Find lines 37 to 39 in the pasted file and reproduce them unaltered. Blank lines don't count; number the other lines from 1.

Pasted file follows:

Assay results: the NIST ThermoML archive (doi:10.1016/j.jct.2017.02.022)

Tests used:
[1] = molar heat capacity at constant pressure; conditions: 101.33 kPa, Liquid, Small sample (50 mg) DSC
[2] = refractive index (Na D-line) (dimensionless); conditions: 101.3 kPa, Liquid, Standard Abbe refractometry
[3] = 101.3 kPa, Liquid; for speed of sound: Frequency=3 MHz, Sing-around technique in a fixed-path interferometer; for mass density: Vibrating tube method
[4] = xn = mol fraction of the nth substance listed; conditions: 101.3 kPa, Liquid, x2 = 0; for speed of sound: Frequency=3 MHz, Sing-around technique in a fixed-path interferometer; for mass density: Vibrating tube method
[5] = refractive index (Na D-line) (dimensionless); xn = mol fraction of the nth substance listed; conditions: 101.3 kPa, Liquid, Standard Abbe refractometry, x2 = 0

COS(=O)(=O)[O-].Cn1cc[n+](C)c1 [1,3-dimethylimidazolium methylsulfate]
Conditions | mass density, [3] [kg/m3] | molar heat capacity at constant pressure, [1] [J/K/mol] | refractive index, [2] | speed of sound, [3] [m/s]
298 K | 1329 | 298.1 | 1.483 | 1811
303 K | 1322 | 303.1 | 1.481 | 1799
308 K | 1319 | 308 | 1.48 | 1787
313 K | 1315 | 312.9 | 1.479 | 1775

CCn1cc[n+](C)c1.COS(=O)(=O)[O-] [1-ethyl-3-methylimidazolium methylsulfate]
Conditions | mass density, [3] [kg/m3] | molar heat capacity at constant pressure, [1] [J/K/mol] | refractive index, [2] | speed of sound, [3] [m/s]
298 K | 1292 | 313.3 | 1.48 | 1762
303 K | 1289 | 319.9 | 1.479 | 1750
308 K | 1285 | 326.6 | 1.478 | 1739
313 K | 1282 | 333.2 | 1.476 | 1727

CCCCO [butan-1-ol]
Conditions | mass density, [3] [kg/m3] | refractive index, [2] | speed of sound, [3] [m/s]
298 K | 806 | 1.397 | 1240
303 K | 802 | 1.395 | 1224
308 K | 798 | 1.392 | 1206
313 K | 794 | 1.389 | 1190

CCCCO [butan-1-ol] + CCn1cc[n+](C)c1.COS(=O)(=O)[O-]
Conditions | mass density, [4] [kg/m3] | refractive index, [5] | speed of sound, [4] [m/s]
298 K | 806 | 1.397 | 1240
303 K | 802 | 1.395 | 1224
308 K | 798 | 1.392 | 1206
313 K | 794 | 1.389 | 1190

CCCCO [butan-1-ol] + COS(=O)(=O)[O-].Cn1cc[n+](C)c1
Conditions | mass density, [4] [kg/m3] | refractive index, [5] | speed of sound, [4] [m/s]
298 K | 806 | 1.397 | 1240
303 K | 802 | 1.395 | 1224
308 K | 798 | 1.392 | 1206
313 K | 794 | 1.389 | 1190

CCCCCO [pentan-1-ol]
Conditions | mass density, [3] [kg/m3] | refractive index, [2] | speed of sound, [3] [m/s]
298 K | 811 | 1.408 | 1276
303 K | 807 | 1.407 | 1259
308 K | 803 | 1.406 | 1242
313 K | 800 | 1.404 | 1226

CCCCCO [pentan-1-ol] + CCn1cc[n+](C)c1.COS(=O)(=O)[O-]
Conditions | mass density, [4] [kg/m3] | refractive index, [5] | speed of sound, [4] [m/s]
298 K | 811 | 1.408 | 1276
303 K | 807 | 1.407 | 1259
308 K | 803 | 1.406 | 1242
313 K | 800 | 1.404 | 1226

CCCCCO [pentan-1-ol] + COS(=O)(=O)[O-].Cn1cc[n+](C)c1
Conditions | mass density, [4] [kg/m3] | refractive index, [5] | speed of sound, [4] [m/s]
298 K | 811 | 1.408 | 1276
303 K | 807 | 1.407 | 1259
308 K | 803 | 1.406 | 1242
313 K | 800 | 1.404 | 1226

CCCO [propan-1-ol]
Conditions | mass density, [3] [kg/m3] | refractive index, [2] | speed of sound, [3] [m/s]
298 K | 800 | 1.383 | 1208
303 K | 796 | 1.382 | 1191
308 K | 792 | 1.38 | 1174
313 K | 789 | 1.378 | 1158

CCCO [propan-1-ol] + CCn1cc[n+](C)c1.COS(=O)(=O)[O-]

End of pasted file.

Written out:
313 K | 794 | 1.389 | 1190

CCCCCO [pentan-1-ol]
Conditions | mass density, [3] [kg/m3] | refractive index, [2] | speed of sound, [3] [m/s]